The NOS3 gene is positioned within chromosomal region 7q36, which has shown a suggestive linkage to MetS-related traits in numerous genome-wide scans [15, 16]. Genetic variations in the nucleotide sequence at the promoter, the exons, and the intronic regions of the NOS3 gene have been revealed. Amid the frequently identified NOS3 single nucleotide polymorphisms (SNPs), G894T (rs1799983) within exon 7 and T-786C (rs2070744) in the 5′-flanking region, are of particular interest because these SNPs may lead to modifications in gene expression, and may even influence interindividual differences related to the activity of the encoded protein [17, 18]. Variations such as these have been implicated in a number of studies investigating MetS, T2DM, and insulin resistance, but studies show inconsistent results [19,20,21,22]. These inconsistencies could perhaps be due to differences in sample size, age, MetS criteria, study design, and interethnic differences within the distribution of NOS3 genetic variants. A recent study showed that synonymous NOS3 SNP C774T in exon 6 (rs1549758) is associated with the development of microvascular and macrovascular complications of T2DM [23, 24]. However, the contribution of C774T nucleotide substitution in cardiometabolic factors still remains controversial [25]. The molecular mechanisms for how these three NOS3 SNPs might affect clinical outcomes are not fully investigated.

To date, no studies have inspected the association between NOS3 haplotypes and MetS in the Russian population. Furthermore, as far as we know, no study as of yet has examined the contribution of NOS3 SNPs to MetS risk in SCH patients. However, one study has been conducted recently which assesses the relationship between NOS3 G894T and T-786C SNPs and endothelial function in a group of SCH subjects who take antipsychotics [26]. The connection of NOS3 T-786C SNP with worse endothelial function was found only in SCH patients who did not have MetS. Hence, the intention of our study was to investigate potential associations of the NOS3 T-786C, G894T and C774T SNPs or their haplotypes with MetS risk in the Russian population and SCH patients. Additionally, associations of these SNPs with serum nitrite concentrations in SCH and non-SCH subjects with MetS were examined.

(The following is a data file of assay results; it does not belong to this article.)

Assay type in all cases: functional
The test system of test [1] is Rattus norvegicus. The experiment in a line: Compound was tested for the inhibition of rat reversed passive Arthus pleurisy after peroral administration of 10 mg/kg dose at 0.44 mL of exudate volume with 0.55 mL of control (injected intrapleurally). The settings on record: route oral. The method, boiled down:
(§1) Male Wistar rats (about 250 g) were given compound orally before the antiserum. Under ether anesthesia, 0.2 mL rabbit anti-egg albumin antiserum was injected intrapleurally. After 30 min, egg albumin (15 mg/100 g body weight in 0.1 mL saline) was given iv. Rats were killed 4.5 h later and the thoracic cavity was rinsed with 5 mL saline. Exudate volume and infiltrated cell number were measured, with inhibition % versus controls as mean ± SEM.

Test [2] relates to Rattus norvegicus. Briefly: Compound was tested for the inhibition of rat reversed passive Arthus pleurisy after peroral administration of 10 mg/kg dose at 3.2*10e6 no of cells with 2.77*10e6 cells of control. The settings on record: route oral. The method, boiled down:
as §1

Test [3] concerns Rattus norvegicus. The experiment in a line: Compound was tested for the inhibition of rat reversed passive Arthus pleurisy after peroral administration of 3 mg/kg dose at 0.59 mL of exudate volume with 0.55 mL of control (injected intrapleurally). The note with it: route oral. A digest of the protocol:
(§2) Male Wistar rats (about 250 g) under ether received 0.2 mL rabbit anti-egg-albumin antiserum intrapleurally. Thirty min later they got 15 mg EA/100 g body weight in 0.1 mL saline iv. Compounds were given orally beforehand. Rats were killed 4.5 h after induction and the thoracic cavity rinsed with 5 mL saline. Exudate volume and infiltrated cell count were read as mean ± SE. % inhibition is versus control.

Materials and methods

Subjects

The first case−control comparison included 70 SCH patients with MetS defined according to the IDF definition (19 males, 51 females) and 190 normal weight SCH patients (122 males, 68 females). Normal weight was established as a body mass index (BMI) of 18.5−25 kg/m2. All SCH patients were recruited from three psychiatric hospitals in Kemerovo, Chita, and Tomsk areas in Siberia (Russia). Ethics approval to conduct this study was obtained from the Local Bioethics Committee of the Mental Health Research Institute (Tomsk, Russia). The main criteria for including the patients in both groups were a clinically verified diagnosis of SCH (ICD-10: F20), Russian ethnicity, Caucasian race identification, and the absence of organic or neurological disorders. Similar proportions of patients in both groups received treatment with atypical antipsychotic drugs (71% of SCH patients with MetS versus 74% normal weight SCH patients). Among the SCH patients with MetS, 16% received first-generation antipsychotics and 13% received combined treatment, whereas these percentages within the sample of normal weight SCH patients were 20 and 6%, respectively. The most frequently prescribed second-generation antipsychotics were risperidone, amisulpride, paliperidone, clozapine, olanzapine, and sertindole. The most common conventional antipsychotic was haloperidol.

For the second case−control comparison, we enrolled 155 Russian MetS patients (60 males, 95 females) from the Regional Clinical Hospital of the Kaliningrad Region and 100 healthy controls (48 males, 52 females) recruited from the same geographic region. Occurrence of MetS was established in accordance with the IDF criteria. All controls from the general population had normal weight and were free of infectious, chronic, and endocrine diseases. The Local Ethics Committee of Immanuel Kant Baltic Federal University (Kaliningrad, Russia) approved this study.

Both studies were conducted following the Declaration of Helsinki. Informed consent was acquired from each subject. To promote homogeneity in samples, all included SCH and non-SCH subjects belonged to Russian Caucasian population. Ethnicity was determined according to both the self-identification of each subject and the subject’s understanding of the ethnicity of their parents and four grandparents. For all cohorts, each participant was interviewed using a questionnaire to determine their cigarette smoking status (non-smoker or current smoker).


Anthropometrical and biochemical assessments